If you study it regularly and learn to implement its laws to the day by day situations and learn to see the world through the laws of spirituality, a lot of complecated issues will stop to bother you, because they are complecated because there is no clear point of view for them in your personality.

    The moment you take a system of Torah and Mitzvot observation and learn through the Talmud Esser haSeffirot how the really built and works, you will be more at home in this world, you will be sure of your decision making and you will enjoy the results of your activity, because if you act according to the spiritual laws, your actions are welcome Above and are called spiritual Kli=vessel and as we know that the only thing we need to get the Light is the KELLIM, and the Kellim are the wish to correct and improve my existence in this world and to make it a better place to live for us and our children.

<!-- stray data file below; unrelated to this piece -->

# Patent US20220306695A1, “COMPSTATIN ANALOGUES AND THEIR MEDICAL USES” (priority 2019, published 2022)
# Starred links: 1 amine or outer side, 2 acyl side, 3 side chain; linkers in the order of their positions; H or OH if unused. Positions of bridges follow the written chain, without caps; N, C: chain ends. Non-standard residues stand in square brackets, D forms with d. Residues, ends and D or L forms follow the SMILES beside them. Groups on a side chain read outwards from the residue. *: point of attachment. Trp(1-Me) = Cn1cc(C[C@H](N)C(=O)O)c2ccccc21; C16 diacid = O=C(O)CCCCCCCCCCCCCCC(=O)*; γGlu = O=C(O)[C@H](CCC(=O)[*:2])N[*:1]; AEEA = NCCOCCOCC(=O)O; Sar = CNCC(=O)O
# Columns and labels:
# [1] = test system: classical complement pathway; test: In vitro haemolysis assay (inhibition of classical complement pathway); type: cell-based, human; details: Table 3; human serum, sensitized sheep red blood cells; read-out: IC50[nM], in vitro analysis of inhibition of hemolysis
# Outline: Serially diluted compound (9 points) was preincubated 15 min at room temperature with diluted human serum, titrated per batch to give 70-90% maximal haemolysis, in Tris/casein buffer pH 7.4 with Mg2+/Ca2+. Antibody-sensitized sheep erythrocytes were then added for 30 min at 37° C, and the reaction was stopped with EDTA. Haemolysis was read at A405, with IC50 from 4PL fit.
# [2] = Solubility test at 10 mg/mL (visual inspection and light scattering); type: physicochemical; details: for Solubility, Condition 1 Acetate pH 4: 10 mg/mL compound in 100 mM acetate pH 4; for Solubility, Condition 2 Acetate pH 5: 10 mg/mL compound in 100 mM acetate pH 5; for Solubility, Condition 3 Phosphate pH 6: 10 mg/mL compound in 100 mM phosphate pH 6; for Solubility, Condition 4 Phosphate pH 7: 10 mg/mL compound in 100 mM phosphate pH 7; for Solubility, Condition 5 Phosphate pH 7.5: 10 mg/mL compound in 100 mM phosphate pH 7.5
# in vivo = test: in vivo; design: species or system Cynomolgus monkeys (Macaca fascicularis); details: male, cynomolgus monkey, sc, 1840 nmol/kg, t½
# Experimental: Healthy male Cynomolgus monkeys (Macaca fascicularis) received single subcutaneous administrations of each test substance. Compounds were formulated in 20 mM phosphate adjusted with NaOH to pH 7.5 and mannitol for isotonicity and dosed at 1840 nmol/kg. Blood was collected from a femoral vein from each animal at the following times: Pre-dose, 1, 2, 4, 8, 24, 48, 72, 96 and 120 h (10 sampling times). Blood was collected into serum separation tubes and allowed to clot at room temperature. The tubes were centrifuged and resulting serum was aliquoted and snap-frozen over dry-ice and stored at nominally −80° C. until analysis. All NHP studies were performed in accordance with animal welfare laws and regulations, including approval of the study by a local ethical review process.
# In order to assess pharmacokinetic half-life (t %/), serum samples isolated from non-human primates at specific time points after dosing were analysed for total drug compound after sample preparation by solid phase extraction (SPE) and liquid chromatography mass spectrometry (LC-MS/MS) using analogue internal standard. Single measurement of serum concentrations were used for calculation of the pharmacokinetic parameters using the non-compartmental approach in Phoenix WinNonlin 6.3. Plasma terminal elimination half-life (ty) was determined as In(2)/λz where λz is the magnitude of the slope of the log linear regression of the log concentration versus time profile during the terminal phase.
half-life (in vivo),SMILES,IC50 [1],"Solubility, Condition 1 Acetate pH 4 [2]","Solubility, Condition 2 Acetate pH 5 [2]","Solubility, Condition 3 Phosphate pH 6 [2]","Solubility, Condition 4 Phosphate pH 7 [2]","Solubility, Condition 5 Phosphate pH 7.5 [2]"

So the only problen with us and this world that we try to live the lives againt the spiritual laws, the moment we stop to resist the spiritual Devine order of this life, it will become simpler, happier and much more intresting because the energy spent on resistence to the spiritual laws will be spend on creativity and development of the potentials and a lot of wonderful discoveries are ahead for us.

    We should always rememer that all the guenious is simple, and the principle of Light and Kli for sure is.

  3. Maharal
    by Rabbi Shaya Karlinsky

    Chapter 1: Mishna 3: Part 2

    Antignos Ish Socho received (the Torah transmission) from Shimon HaTzadik. He would say: Don’t be like slaves (servants) who serve the master in order to receive reward. Rather be like slaves without any intention to receive reward. And the fear of Heaven should be upon you.

    How come the Tanna didn’t teach us more directly “Serve G-d from love”?!